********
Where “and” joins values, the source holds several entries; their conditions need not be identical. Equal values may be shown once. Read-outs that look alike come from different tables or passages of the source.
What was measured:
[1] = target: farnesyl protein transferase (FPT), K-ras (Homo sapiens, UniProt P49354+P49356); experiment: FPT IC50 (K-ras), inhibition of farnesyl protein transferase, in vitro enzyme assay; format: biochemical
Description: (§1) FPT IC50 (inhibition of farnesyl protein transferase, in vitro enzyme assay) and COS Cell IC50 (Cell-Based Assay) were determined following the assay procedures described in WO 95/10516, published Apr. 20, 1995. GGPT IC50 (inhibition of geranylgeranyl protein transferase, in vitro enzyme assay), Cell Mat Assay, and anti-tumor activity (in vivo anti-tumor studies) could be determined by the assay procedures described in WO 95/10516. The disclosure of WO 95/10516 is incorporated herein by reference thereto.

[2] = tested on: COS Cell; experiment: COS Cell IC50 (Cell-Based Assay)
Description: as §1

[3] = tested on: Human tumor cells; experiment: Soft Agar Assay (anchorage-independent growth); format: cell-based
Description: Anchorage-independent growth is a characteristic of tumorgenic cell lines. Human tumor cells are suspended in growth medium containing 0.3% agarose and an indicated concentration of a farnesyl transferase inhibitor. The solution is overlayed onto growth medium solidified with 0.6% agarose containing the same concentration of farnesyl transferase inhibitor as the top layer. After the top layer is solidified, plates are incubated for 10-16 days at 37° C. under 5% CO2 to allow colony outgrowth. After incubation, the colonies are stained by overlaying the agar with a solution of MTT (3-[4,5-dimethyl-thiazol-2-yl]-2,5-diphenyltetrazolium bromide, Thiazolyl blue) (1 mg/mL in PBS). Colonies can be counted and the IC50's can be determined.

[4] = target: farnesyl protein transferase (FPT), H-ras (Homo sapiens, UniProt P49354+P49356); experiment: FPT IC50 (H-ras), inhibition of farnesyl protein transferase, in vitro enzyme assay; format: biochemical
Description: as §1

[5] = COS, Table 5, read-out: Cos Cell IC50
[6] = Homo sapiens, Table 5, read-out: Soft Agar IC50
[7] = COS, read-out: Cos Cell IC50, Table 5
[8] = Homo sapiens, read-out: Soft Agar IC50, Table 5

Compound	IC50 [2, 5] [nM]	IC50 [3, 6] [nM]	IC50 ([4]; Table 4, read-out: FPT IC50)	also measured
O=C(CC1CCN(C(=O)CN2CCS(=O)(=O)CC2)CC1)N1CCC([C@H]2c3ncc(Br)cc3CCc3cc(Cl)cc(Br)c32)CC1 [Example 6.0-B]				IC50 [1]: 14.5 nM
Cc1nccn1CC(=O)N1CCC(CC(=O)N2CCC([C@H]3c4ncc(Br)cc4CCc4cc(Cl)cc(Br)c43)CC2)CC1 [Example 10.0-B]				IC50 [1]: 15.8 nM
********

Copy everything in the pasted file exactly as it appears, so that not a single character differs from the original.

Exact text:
Where “and” joins values, the source holds several entries; their conditions need not be identical. Equal values may be shown once. Read-outs that look alike come from different tables or passages of the source.
What was measured:
[1] = target: farnesyl protein transferase (FPT), K-ras (Homo sapiens, UniProt P49354+P49356); experiment: FPT IC50 (K-ras), inhibition of farnesyl protein transferase, in vitro enzyme assay; format: biochemical
Description: (§1) FPT IC50 (inhibition of farnesyl protein transferase, in vitro enzyme assay) and COS Cell IC50 (Cell-Based Assay) were determined following the assay procedures described in WO 95/10516, published Apr. 20, 1995. GGPT IC50 (inhibition of geranylgeranyl protein transferase, in vitro enzyme assay), Cell Mat Assay, and anti-tumor activity (in vivo anti-tumor studies) could be determined by the assay procedures described in WO 95/10516. The disclosure of WO 95/10516 is incorporated herein by reference thereto.

[2] = tested on: COS Cell; experiment: COS Cell IC50 (Cell-Based Assay)
Description: as §1

[3] = tested on: Human tumor cells; experiment: Soft Agar Assay (anchorage-independent growth); format: cell-based
Description: Anchorage-independent growth is a characteristic of tumorgenic cell lines. Human tumor cells are suspended in growth medium containing 0.3% agarose and an indicated concentration of a farnesyl transferase inhibitor. The solution is overlayed onto growth medium solidified with 0.6% agarose containing the same concentration of farnesyl transferase inhibitor as the top layer. After the top layer is solidified, plates are incubated for 10-16 days at 37° C. under 5% CO2 to allow colony outgrowth. After incubation, the colonies are stained by overlaying the agar with a solution of MTT (3-[4,5-dimethyl-thiazol-2-yl]-2,5-diphenyltetrazolium bromide, Thiazolyl blue) (1 mg/mL in PBS). Colonies can be counted and the IC50's can be determined.

[4] = target: farnesyl protein transferase (FPT), H-ras (Homo sapiens, UniProt P49354+P49356); experiment: FPT IC50 (H-ras), inhibition of farnesyl protein transferase, in vitro enzyme assay; format: biochemical
Description: as §1

[5] = COS, Table 5, read-out: Cos Cell IC50
[6] = Homo sapiens, Table 5, read-out: Soft Agar IC50
[7] = COS, read-out: Cos Cell IC50, Table 5
[8] = Homo sapiens, read-out: Soft Agar IC50, Table 5

Compound	IC50 [2, 5] [nM]	IC50 [3, 6] [nM]	IC50 ([4]; Table 4, read-out: FPT IC50)	also measured
O=C(CC1CCN(C(=O)CN2CCS(=O)(=O)CC2)CC1)N1CCC([C@H]2c3ncc(Br)cc3CCc3cc(Cl)cc(Br)c32)CC1 [Example 6.0-B]				IC50 [1]: 14.5 nM
Cc1nccn1CC(=O)N1CCC(CC(=O)N2CCC([C@H]3c4ncc(Br)cc4CCc4cc(Cl)cc(Br)c43)CC2)CC1 [Example 10.0-B]				IC50 [1]: 15.8 nM